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These days, it seems like not a week goes by without a major retailer either declaring bankruptcy or closing stores.
And yet the market for plus-size women’s clothing currently tops $20 billion — you would think big companies would be taking advantage and targeting the plus-size shopper.
But a new survey suggests they’re not. Plus-size style startup Dia & Co released new data from a poll of 1,500 women who wear a size 14 or larger and self-identify as plus-size, and two facts stick out: 78 percent of respondents said they would be willing to spend more money on clothing if more designers offered plus-size options. And a whopping 80 percent said they would likely purchase an item from their favorite designer if larger sizes were made available.
In other words, plus-size shoppers have money, they want to spend that money, but the brands and stores they love aren’t delivering the goods.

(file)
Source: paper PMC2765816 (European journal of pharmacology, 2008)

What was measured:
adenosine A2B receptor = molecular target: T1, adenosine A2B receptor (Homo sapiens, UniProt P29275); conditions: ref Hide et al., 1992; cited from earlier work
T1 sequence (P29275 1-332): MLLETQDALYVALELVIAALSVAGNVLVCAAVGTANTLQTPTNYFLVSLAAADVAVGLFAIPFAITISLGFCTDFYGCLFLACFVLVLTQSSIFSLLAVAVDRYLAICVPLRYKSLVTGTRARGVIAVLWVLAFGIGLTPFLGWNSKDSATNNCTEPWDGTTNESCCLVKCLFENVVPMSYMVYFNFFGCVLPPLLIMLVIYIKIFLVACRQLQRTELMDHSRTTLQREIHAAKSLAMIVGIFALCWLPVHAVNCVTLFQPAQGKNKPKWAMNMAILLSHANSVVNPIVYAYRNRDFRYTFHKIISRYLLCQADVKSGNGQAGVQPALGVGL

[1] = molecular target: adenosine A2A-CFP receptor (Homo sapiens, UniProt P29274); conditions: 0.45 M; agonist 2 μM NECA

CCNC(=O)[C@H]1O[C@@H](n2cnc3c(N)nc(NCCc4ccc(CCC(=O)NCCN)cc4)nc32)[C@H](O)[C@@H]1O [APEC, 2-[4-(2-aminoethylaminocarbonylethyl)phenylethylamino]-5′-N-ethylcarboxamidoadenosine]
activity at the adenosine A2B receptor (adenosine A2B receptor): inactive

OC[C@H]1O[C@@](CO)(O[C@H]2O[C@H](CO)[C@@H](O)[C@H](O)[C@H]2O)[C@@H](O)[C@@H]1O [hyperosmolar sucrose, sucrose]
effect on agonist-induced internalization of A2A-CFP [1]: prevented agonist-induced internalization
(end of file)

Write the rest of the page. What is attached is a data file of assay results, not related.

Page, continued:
These findings echo the frustrated retail stories you often hear. As one writer put it on Racked just yesterday, “Why don’t you want my money, J.Crew? It’s green and has the same value as that of a woman wearing a size 4.”
There are, of course, specific stores that are giving plus-size shoppers more options. Mass retailers like Target, fast fashion companies like Forever 21 or H&M, and some indie brands that focus on that market specifically have proven to be good choices for shoppers above a 14.
But tellingly, respondents in Dia & Co’s survey named Kate Spade, Tommy Hilfiger, Kenneth Cole, and Diane von Furstenberg as the top designers they wish would create clothing in their size. These respected contemporary and luxury brands deliver quality clothes, often with a luxury feel, at a higher price — and women above a size 12 or 14 want to be able to wear them, too.
Given how much some of these brands are struggling, you would think they would not only acknowledge and embrace these potential paying customers, but also to take notice of the massive business opportunity on which they’re currently missing out. When 78 percent of women say they’re willing to fork over more cash, the business implications here are hard to ignore.